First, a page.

While financial services as an industry has been notorious for low consumer trust levels, consumer trust has plunged even further in the wake of fraud, scandals, and data breaches (e.g. Wells Fargo and Equifax). Additionally, poor customer experience has left consumers with limited loyalty to their financial services providers.

2. Millennials are emerging as the new source of spending power.

Millennials are the largest generation in American history consisting of over 70 million people born between 1980 and 2000. Millennials are digital-first users who grew up distrustful of banks and are generally more inclined to try FinTech applications. Furthermore, while traditional financial services has focused on large pools of wealth characteristic of older generations, FinTech innovation is making financial services and products much more accessible to younger generations.

Figure 2

3. Due to the transition of profit pools, incumbents are going to become a lot more acquisitive in the coming months.

Incumbents have begun to acquire FinTech companies as a means to compete against innovative startups and other acquisitive incumbents. Many of the acquisitions so far have been centered around automation of basic tasks. In the last 5 years, 18 FinTech startups have been acquired by banks, with 8 acquisitions occurring since the beginning of 2017. We believe that there is much more opportunity and incentive to acquire — especially for technologies that go beyond automation.

Figure 3

5 subcategories we are most excited about

Ultimately we believe the incumbents will continue to lose ground to the FinTechs and that there is plenty of opportunity for entrepreneurs to build enduring companies in the sector. Great companies will certainly be built across the entire financial services industry, but here are a few sub-categories within FinTech that we think are particularly exciting:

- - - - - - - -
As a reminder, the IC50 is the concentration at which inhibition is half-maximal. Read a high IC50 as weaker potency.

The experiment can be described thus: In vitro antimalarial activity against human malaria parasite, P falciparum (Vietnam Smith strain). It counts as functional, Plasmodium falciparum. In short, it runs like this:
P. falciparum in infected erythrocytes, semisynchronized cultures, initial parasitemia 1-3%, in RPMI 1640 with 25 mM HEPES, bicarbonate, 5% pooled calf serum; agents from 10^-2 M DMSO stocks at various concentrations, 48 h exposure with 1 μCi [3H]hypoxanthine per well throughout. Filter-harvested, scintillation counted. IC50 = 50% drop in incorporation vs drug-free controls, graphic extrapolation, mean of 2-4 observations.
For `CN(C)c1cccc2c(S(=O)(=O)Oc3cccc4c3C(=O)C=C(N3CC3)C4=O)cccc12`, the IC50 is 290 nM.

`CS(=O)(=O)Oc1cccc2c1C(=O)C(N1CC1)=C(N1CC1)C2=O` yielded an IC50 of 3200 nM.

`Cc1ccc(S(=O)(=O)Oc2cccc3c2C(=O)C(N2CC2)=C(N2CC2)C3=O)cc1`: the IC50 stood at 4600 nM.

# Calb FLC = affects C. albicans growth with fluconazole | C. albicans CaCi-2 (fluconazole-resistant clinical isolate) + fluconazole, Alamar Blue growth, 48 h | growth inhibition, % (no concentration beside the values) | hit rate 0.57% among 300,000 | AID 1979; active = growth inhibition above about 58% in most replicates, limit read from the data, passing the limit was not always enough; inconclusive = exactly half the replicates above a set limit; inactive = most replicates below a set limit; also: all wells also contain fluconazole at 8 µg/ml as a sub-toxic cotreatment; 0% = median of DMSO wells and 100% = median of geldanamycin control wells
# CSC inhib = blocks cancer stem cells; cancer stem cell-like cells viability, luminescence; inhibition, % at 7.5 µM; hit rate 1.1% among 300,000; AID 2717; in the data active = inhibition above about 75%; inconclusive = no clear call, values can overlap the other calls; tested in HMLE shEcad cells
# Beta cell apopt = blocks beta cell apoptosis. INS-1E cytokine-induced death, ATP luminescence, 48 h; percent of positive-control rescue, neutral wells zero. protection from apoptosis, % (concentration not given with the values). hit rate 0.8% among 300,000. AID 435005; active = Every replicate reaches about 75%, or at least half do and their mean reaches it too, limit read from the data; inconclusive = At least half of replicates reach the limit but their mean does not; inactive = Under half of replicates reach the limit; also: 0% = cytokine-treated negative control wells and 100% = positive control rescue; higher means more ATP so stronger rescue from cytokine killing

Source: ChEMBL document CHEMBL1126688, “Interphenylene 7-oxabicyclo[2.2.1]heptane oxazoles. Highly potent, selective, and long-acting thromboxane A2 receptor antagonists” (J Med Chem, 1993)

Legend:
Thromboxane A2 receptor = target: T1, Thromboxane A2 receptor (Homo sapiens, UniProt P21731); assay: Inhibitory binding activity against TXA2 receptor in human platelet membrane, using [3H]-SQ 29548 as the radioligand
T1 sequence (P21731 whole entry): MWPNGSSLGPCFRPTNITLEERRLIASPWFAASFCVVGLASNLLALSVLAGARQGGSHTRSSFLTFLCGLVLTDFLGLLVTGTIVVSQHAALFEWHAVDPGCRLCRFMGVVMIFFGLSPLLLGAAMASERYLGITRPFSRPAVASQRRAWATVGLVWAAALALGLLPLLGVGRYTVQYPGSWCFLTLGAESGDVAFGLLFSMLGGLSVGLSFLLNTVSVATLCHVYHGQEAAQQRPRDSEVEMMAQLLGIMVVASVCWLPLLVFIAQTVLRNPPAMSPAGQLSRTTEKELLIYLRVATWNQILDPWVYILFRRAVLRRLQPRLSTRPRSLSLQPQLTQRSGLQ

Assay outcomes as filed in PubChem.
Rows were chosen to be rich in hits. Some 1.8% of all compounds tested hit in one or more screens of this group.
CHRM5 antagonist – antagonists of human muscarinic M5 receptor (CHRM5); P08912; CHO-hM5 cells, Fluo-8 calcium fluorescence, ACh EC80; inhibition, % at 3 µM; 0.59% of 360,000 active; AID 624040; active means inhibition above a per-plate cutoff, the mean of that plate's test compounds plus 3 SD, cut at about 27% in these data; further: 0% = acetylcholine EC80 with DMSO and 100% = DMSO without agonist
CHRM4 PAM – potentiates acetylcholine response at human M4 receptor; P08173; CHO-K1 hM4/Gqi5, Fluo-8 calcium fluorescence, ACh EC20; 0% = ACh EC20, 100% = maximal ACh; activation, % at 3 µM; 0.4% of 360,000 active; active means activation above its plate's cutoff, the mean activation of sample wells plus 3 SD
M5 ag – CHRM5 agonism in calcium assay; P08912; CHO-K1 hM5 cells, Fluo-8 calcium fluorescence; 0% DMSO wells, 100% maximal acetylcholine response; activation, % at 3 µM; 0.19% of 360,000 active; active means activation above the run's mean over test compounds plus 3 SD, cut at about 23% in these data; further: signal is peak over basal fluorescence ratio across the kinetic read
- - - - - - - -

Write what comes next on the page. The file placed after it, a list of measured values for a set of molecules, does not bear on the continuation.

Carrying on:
• Payments: Even with all the innovation to date in payments, there continue to be pain points throughout the category and many customer demographics remain underserved. In order to be successful in this category, new entrants will need to build on-top of existing payment rails, serve large TAMs and go after new use cases.
  • Investing / wealth management: Despite recent innovation by players like WealthfrontBettermentRobinhood and others, wealth management remains dominated by the incumbents. This reality makes the category a ripe one for entrepreneurs as there are large TAMs, poor customer experiences and a new generation (i.e. millennials) that have unmet needs. Success here will require intuitive design, low fees and efficient customer acquisition.
  • Infrastructure Apps: Financial institutions suffer from bloated cost structures in the middle and back office for tasks like fraud/ risk management, collections, invoice management and customer support. There’s an opportunity for entrepreneurs to provide software tools that reduce costs and allow for more efficient work flows if they can manage the lengthy sales cycles and procurement processes.
  • SMB tools: Companies like Gusto and Namely, have begun to serve SMBs in areas like payroll and benefits administration. Even so, SMBs remain largely underserved compared to larger enterprises. FinTech companies that can acquire SMBs efficiently and provide enterprise-level experiences will be able to generate enough value to their customers to create large outcomes.
  • B2B Lending tools: On the consumer side, lending has become pretty crowded with some of the winners already declared. But on the enterprise side, the category is very ripe. The opportunity for entrepreneurs is in leveraging data at cloud scale combined with advances in machine learning to allow enterprises to better assess borrower risk and drive higher yield.

The author would like to thank Sreyas Misra for his contributions to this piece.